From you have I been absent in the spring
When proud-pied April dress'd in all his trim
Hath put a spirit of youth in every thing

Overlays on top of , often used to contain and provide contrast for text, have traditionally been limited a single color, sometimes combined with opacity. After a while, this becomes staid, restrictive and a little boring. For designers, CSS blend modes offer many more options, while still allowing backwards compatibility with browsers that don’t yet support blend modes (at this stage, Internet Explorer).

First, let’s look at the basic CSS:

body {
	linear-gradient(90deg, rgba(197,0,0,.9) 66.6%, transparent 66.7%),
	background-size: contain;
	background-blend-mode: normal;
	color: #fff;

To create some contrast between the image and the text that will go above it, I’ve placed a linear gradient on top of the background image. The gradient goes ⅔rd’s of the way across the page in a slightly translucent color before changing to completely transparent.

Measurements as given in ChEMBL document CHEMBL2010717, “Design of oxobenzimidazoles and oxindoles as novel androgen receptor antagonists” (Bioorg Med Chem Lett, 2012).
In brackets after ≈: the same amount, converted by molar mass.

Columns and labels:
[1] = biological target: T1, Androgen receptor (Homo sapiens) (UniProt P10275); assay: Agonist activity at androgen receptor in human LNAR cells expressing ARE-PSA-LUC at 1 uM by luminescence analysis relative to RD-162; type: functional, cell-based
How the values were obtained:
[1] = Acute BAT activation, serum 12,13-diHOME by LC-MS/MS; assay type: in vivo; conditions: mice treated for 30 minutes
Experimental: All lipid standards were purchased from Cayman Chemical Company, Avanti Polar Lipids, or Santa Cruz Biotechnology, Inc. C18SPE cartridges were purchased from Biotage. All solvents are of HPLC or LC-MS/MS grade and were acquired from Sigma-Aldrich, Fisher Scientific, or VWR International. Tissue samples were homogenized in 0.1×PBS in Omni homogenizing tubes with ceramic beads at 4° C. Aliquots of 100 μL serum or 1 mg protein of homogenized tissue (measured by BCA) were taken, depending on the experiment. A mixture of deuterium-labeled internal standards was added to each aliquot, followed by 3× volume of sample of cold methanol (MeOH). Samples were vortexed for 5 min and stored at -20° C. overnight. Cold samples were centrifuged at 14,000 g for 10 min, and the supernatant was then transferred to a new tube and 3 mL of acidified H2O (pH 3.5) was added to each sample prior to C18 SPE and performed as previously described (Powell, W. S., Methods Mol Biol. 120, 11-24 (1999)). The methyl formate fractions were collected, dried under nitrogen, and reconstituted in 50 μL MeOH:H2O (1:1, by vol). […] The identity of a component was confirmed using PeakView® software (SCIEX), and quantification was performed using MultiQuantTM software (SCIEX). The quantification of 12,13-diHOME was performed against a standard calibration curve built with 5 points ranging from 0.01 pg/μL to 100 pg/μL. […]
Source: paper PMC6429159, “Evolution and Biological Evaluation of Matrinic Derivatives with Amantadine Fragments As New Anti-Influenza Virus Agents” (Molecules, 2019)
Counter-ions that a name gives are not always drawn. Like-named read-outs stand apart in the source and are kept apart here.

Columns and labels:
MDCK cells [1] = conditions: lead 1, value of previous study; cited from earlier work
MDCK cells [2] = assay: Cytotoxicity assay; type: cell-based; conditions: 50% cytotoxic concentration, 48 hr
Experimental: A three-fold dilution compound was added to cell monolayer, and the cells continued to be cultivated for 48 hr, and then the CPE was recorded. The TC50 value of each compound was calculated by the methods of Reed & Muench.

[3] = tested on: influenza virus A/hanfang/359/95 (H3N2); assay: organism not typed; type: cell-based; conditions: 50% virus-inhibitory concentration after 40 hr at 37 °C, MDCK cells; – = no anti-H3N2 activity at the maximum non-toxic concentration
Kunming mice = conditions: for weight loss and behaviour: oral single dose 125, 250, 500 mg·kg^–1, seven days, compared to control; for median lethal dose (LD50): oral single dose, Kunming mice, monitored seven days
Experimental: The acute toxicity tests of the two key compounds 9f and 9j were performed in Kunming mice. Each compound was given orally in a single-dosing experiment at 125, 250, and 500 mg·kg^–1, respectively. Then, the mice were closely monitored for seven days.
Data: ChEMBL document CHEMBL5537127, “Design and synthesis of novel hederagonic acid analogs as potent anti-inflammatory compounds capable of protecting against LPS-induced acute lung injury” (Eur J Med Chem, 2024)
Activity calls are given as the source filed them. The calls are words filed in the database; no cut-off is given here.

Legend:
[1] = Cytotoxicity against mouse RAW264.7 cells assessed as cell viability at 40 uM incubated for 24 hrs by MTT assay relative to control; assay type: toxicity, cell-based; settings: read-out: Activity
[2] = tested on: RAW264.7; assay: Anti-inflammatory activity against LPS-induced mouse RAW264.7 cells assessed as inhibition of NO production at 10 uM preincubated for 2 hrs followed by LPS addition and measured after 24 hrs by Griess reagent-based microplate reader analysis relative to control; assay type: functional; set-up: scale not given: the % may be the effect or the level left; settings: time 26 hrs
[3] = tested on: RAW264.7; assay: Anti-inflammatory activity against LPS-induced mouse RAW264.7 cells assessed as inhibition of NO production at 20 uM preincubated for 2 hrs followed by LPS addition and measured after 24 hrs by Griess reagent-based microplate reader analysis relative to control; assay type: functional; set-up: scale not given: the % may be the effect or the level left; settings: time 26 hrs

To enhance the contrast, the text has a subtle text-shadow applied:

blockquote {
  text-shadow: 3px 2px 3px rgba(0,0,0,0.3);

In traditional web design, the only significant change possible at this stage is changing the alpha level of the color used in the gradient to provide it with more opacity. But blend modes provide many more options, which you can explore using the simple UI at the top of this article.

I’ve used only the options I think work best with white text on an image with fairly high contrast: these are not all the possible blend modes, and your choices will be different for images that are low contrast with dark text on top. The effects also change as the color of the gradient changes, so you are encouraged to experiment with each one.

Whatever you choose, it’s important to make an acceptable contrast with the image and text while background-blend-mode: normal is in effect, since that is what IE users will see. Other users will see the enhanced version: as a suggestion, try luminosity to start, which alters the CSS to include:

body { 
    background-blend-mode: luminosity;

…and creates an effect that might be described as “darkened cel shader”.

This same technique can be used with any element that contains text with a background image to create uniquely enhanced contrast effects.

Photograph by Mark Freeth, licensed under Creative Commons.

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